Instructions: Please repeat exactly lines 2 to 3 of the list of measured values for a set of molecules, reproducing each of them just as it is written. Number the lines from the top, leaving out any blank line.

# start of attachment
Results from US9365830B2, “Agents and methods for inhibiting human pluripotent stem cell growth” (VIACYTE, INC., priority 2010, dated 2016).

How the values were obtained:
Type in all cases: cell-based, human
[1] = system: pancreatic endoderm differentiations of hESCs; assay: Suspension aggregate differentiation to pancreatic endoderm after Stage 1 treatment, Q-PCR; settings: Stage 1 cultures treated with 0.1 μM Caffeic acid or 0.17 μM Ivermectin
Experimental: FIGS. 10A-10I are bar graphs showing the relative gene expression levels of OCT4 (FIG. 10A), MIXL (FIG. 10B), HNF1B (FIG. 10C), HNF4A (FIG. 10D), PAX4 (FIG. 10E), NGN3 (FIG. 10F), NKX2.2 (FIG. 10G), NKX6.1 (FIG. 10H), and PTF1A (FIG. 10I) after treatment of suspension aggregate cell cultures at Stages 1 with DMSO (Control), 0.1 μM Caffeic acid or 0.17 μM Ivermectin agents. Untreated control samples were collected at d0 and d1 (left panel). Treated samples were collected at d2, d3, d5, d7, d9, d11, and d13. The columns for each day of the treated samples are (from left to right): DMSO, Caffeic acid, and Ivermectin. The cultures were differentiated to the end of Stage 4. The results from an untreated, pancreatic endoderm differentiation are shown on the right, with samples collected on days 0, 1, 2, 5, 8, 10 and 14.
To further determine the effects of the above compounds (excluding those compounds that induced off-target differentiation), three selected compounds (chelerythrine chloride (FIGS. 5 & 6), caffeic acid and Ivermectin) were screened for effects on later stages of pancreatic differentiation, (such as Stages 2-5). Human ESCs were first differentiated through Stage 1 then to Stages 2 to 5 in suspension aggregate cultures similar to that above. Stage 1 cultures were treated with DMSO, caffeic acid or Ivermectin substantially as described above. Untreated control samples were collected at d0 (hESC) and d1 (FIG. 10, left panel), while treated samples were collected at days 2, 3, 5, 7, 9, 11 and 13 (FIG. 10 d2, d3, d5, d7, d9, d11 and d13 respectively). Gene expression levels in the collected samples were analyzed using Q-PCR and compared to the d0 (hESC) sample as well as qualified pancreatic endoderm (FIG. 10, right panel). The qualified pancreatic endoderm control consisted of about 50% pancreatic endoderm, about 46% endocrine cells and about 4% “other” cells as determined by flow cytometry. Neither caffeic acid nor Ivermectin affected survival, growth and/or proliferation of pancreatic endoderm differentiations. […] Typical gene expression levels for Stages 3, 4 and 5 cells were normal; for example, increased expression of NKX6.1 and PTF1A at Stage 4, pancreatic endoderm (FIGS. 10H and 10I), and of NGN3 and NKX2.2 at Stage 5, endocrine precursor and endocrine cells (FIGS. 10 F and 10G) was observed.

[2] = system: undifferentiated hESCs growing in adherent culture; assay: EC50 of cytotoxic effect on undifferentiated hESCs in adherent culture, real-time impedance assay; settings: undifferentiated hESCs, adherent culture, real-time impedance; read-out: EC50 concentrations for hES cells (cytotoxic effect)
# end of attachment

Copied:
How the values were obtained:
Type in all cases: cell-based, human